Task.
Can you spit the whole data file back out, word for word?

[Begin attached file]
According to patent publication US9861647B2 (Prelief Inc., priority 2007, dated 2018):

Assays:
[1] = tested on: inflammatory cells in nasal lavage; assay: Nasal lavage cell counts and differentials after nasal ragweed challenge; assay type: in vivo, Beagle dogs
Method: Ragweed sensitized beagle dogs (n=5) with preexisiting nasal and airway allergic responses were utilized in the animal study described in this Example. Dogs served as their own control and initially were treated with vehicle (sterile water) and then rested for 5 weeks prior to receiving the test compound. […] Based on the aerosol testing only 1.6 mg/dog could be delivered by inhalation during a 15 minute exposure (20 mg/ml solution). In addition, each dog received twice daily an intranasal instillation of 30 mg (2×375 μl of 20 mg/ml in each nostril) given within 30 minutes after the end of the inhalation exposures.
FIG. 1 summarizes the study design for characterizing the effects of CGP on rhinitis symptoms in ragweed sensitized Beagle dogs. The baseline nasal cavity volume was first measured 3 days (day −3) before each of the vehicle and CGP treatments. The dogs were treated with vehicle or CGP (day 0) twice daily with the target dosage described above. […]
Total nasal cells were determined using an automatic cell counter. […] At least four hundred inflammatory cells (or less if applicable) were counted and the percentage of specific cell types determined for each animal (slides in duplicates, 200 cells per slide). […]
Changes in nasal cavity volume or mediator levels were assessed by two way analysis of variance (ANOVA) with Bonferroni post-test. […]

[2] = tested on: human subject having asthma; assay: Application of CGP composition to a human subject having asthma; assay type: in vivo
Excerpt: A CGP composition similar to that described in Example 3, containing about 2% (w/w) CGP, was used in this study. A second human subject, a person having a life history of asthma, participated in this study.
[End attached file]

According to patent publication US9861647B2 (Prelief Inc., priority 2007, dated 2018):

Assays:
[1] = tested on: inflammatory cells in nasal lavage; assay: Nasal lavage cell counts and differentials after nasal ragweed challenge; assay type: in vivo, Beagle dogs
Method: Ragweed sensitized beagle dogs (n=5) with preexisiting nasal and airway allergic responses were utilized in the animal study described in this Example. Dogs served as their own control and initially were treated with vehicle (sterile water) and then rested for 5 weeks prior to receiving the test compound. […] Based on the aerosol testing only 1.6 mg/dog could be delivered by inhalation during a 15 minute exposure (20 mg/ml solution). In addition, each dog received twice daily an intranasal instillation of 30 mg (2×375 μl of 20 mg/ml in each nostril) given within 30 minutes after the end of the inhalation exposures.
FIG. 1 summarizes the study design for characterizing the effects of CGP on rhinitis symptoms in ragweed sensitized Beagle dogs. The baseline nasal cavity volume was first measured 3 days (day −3) before each of the vehicle and CGP treatments. The dogs were treated with vehicle or CGP (day 0) twice daily with the target dosage described above. […]
Total nasal cells were determined using an automatic cell counter. […] At least four hundred inflammatory cells (or less if applicable) were counted and the percentage of specific cell types determined for each animal (slides in duplicates, 200 cells per slide). […]
Changes in nasal cavity volume or mediator levels were assessed by two way analysis of variance (ANOVA) with Bonferroni post-test. […]

[2] = tested on: human subject having asthma; assay: Application of CGP composition to a human subject having asthma; assay type: in vivo
Excerpt: A CGP composition similar to that described in Example 3, containing about 2% (w/w) CGP, was used in this study. A second human subject, a person having a life history of asthma, participated in this study.